What does flexible working mean to you?
Last month, we put together a blog post, focussing on the implementation of a flexi-working policy, however, following on from conversations with our clients, it has become evident that flexible working means different things to different people.
A small insight into our agency – our flexible working policy allows staff to take half an hour in the morning to attend a school meeting and work it back when they can. It means a change in hours to accommodate for a difficult commute. It is the ability to work from home when having a bad mental health day. Our policy is inclusive, open and agile. It is there for everybody and anybody.
As we discussed in our last flexi-working blog post, it is important to define what you mean when you advertise a role as flexible, and be able to answer questions truthfully and in-depth should the candidate query it at interview stage.
It’s important for both you and the candidate to have a clear understanding about what your flexible working policy is from the start. It helps you both decide if they are a right fit for your firm culturally and in the long term. We have summarised a few key terms covered by the umbrella of flexible working to give you food for thought when outlining your policy.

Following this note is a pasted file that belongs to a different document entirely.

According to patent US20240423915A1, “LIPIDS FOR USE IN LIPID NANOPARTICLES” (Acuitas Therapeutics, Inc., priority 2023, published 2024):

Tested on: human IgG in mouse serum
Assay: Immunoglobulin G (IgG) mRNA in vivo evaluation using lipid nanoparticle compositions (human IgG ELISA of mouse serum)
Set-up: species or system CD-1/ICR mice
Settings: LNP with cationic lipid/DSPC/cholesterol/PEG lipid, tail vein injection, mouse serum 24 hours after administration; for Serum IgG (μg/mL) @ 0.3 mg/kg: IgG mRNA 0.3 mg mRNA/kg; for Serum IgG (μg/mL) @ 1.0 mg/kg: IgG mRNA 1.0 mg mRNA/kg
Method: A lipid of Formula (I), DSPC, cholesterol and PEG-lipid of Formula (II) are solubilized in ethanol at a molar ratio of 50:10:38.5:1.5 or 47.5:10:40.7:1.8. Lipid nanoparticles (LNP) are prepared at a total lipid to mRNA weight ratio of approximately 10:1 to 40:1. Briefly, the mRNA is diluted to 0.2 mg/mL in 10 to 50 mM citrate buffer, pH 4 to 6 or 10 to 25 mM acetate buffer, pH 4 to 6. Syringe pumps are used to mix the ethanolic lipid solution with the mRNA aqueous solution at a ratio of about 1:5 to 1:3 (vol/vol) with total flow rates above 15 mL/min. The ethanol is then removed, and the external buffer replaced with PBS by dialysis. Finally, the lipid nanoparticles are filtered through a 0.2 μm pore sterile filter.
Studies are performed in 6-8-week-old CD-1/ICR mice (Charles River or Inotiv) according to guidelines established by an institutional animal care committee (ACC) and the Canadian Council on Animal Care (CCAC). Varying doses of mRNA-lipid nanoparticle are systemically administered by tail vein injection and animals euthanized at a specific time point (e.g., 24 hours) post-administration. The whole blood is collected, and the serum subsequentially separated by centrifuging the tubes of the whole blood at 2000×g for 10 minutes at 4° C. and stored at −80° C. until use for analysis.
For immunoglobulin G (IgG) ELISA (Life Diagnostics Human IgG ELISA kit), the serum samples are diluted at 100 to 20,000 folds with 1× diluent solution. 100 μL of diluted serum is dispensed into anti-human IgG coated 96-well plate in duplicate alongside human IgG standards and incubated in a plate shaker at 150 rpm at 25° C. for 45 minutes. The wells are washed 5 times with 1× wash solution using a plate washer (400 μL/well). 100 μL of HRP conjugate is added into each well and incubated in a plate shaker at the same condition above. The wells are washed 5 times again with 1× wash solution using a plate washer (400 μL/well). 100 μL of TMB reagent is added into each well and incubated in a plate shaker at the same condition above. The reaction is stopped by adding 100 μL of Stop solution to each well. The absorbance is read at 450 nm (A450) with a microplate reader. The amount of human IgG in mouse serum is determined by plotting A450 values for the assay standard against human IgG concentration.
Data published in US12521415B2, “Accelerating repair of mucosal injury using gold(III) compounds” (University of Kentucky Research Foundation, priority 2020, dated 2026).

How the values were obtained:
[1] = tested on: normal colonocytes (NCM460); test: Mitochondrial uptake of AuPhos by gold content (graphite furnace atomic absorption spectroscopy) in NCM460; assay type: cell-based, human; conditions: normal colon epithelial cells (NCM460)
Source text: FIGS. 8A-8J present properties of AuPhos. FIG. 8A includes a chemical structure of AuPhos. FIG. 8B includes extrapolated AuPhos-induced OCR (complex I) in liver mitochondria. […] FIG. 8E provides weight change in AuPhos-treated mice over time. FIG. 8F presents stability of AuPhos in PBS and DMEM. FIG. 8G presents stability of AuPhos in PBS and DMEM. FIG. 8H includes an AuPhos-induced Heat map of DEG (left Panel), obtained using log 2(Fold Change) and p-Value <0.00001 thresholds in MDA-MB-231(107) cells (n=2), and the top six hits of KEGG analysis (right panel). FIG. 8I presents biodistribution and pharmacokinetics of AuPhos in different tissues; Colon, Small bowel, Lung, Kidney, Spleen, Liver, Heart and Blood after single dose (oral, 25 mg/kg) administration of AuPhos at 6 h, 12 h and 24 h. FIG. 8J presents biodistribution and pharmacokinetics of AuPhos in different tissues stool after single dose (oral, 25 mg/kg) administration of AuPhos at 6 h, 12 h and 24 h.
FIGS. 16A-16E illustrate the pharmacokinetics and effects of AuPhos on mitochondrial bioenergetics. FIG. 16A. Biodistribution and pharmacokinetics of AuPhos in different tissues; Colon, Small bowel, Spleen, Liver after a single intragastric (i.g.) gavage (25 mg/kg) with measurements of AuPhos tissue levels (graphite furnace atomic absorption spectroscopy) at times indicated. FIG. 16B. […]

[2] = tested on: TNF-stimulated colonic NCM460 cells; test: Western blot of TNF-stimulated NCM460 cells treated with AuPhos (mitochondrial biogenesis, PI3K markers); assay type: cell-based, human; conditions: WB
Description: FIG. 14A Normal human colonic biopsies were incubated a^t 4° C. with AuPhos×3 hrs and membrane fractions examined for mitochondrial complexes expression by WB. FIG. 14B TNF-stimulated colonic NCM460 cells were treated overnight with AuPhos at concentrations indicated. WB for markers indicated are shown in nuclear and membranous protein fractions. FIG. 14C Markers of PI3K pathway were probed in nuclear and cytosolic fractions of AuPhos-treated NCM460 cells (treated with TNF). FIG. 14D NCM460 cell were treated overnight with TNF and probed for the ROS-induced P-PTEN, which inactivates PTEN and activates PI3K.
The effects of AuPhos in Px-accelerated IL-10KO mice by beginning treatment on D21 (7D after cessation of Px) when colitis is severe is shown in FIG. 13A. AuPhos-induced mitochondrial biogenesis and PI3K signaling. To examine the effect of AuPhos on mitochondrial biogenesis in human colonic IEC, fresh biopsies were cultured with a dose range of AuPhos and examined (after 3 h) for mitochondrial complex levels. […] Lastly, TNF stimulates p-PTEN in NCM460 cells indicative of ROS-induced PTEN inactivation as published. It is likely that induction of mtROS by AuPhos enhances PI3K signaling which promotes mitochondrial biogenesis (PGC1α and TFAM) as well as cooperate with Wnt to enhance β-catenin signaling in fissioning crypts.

Remote working – Commonly referred to as working from home, remote working means an employee can work away from the office for an agreed time, perhaps one day a week or adhoc depending on childcare. There are implications involved in working away from the office, which will involve the support of your IT and Data Protection teams, so ensure the systems are in place and stable before you agree to remote working.
Part time working – Most commonly overlooked, part time working is still considered a flexi-working request. It allows staff to accommodate their responsibilities and hobbies outside of the work place by working less hours over the week. Part time working is considered anything less than 32 hours a week.
Condensed hours – Also referred to as compressed hours, this is often requested to enable the employee to have more free time but with no detriment to their work load or salary. Condensed hours are an employee’s ability to work full time hours into longer days, so for example, 70 hours worked in 9 days, allowing the employee to take 10th working day off.
Core hours – The base of most company-wide flexible working policies, core hours are determined by the employer, and employees are expected to adhere to them and choose to make up the rest of their hours how they like. Many modern companies employ this tactic, allowing staff to work when they are at their most productive.
Job-sharing – A fairly new introduction to the flexi-working family, job sharing allows two people to split a full-time role, agreeing hours and responsibilities between themselves. This is a slightly trickier request, and communication between job-sharers really is key, to ensure the role runs smoothly and nothing gets lost in translation.
With over 77% of British workers now saying that the opportunity to work flexibly will determine their next job move, now really is the time to consider, determine and promote your flexible working policy.
LR Legal is a bespoke recruitment agency, offering a comprehensive service for law firms and businesses, across all sectors. Get in touch to find out how we can help you.